Sky and BBC in iPlayer deal
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The BBC and Sky are today trumpeting a new arrangement that will see the latter stuff links to iPlayer shows into its own web TV service.
And... er... that's pretty much it. Given the Sky Player's weedy traffic*, the move is likely to have negligible impact on usage of iPlayer. Meanwhile, Sky offering categorised links to already easily available BBC shows is unlikely to pull the crowds to its site.
Sky's director of on-demand Griff Parry said: "Access to BBC content along with improvements to the user experience will further support the ongoing success of Sky Player... The addition of links to content from BBC channels further demonstrates Sky’s role as a leading online aggregator with access to one of the broadest selections of online video."
The fact that the pair have announced the links as a "partnership" is the most significant aspect of the news. Relations between Sky and BBC management are poor historically. BBC suspicions about Rupert Murdoch were seemingly confirmed when he booted it from his Chinese satellite in 1994 at the behest of Beijing censors.
Sky is currently a leading objector to the BBC's commercial on-demand push Project Kangaroo, which is being examinined by the Competition Commission. Auntie's involvement with Channel 4 and ITV on that project is being handled by its commercial arm BBC Worldwide, however, separate from iPlayer.
Today iPlayer boss Anthony Rose said: "This deal further underlines our commitment to reaching new audiences by making BBC iPlayer available on as many services as possible."
A version of iPlayer for the millions of Sky set-top boxes in UK homes would be a much more interesting development. The implementation that allows Virgin Media subscribers to watch BBC shows on-demand in their living rooms now accounts for a third of total iPlayer usage. ®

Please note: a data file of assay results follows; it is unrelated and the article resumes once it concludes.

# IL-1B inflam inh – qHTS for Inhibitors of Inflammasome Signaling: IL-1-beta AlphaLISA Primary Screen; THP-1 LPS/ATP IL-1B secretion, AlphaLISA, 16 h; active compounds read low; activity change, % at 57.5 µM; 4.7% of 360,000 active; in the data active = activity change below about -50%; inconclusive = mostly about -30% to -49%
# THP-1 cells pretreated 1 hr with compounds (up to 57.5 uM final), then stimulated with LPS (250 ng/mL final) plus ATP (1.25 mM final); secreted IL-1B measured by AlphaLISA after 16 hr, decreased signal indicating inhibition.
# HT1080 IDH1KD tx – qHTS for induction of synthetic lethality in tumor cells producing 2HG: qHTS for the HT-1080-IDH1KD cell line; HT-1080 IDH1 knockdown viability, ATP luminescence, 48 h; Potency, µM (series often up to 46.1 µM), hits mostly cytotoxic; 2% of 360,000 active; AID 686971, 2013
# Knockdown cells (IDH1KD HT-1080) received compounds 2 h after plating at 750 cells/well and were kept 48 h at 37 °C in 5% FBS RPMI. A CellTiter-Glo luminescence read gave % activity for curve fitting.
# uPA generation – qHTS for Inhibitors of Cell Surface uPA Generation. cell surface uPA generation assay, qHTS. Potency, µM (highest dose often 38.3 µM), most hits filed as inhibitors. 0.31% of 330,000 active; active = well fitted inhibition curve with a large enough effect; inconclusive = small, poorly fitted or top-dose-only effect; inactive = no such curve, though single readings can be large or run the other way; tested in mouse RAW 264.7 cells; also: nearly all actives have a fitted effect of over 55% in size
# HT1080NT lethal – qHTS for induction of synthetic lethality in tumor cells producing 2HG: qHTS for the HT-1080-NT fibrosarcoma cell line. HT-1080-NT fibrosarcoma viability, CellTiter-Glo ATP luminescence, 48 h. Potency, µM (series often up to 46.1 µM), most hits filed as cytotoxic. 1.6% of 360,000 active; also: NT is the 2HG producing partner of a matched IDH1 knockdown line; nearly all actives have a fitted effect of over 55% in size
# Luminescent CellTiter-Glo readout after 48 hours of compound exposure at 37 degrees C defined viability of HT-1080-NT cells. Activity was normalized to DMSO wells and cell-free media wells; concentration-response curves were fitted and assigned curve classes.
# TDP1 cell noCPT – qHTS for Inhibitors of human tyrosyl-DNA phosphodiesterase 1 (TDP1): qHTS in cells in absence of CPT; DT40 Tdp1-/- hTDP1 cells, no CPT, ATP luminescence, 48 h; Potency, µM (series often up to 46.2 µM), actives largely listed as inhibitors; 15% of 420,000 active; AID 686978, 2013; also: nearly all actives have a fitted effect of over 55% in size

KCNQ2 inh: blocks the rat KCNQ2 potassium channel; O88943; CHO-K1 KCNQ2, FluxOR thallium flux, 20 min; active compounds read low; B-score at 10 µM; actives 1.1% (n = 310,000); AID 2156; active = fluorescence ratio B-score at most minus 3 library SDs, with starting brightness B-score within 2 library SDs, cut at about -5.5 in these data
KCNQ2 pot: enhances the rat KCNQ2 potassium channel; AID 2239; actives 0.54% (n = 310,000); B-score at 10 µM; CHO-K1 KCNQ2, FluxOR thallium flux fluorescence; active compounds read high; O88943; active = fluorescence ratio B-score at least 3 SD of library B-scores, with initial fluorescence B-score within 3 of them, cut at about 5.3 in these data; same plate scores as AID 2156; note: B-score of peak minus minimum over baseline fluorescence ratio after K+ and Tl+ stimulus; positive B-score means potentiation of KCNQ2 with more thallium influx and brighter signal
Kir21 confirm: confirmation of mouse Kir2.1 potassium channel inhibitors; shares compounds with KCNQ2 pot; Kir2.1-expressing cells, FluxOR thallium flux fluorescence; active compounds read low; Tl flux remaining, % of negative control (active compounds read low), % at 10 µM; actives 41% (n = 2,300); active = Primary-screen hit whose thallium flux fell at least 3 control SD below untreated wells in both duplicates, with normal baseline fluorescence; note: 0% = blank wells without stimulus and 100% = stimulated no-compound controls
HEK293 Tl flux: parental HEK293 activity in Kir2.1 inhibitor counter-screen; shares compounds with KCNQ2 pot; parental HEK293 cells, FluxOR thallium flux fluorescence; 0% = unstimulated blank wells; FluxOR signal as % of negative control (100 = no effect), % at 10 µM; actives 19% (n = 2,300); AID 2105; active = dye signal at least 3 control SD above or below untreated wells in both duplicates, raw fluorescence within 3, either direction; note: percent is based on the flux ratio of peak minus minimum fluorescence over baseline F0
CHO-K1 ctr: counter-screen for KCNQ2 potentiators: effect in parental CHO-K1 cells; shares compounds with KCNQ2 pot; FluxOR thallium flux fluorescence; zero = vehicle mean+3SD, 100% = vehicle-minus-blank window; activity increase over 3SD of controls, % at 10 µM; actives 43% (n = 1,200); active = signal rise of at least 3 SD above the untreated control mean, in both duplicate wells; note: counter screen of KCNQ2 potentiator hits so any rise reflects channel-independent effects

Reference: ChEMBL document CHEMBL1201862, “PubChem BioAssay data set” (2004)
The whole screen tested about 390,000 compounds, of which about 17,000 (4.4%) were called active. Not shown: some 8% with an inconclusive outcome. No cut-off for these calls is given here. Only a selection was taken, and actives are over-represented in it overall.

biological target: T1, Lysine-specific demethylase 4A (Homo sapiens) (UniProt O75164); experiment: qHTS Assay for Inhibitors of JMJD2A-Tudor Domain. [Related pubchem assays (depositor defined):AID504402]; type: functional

*"There are hundreds of thousands of unique registered users for the service," the press release says. There's no mention of how many actually use it.
@ Tom and Ash
The "parasitic media companies" are the boys and girls who actually commission and distribute the media for you to enjoy.
Or not enjoy.
It's up to you.
Nobody is forced to engage with any of it, but if you do then the creators and participants in that piece of media, whether it's music, TV, film, whatever, deserve a return on their investment.
Or you would have everyone work for nothing? Great idea...
Also love this "internet will make things free" bollocks, no explanation of how that mechanism might work, leaving the inference that theft and pirate distribution will do it (yeah, I do know about advertising).
There really is no such thing as a free lunch - someone eventually has to pay the bill, so the arguments about freeing content and against DRM are simply naive.
You want free "TV" content, see Youtube and their ilk.
Something with narrative, production values beyond camcorder, skilled direction, production, acting etc then you need to have those who expect to be paid for their work.
Glad I've sorted that one out, no need to thank me.
IET lecture about iPlayer
Antony Rose turned up to Savoy Place to give a lecture about himself and iPlayer, he slagged off Sky Player suggesting they had borrowed the name, (he wasn't very nice about Linux either, but...).
Now excuse me but when I see Kwhatever I think KDE and when I see iWhatever I think "Apple" (not quite but we're in public)
Thank god for the internet
£15 on a tv card and I can watch and record (for posterity) anything I like from freeview on a pc rejected by a friend as it couldnt run windows anymore so I suck linux on it. Even with a lousy monitor the resolutions better than an £800 wide faced telly.
I tried sky but I like sport and not football and to pay nearly £500 pa for brownian motion seems a bit of a ripoff.
The internet, should, over time free media from the parasitic media companies like sky and then we should be free to watch and pay for what we like. Thats called taking capitalism to the capitalists and boy do they hate it!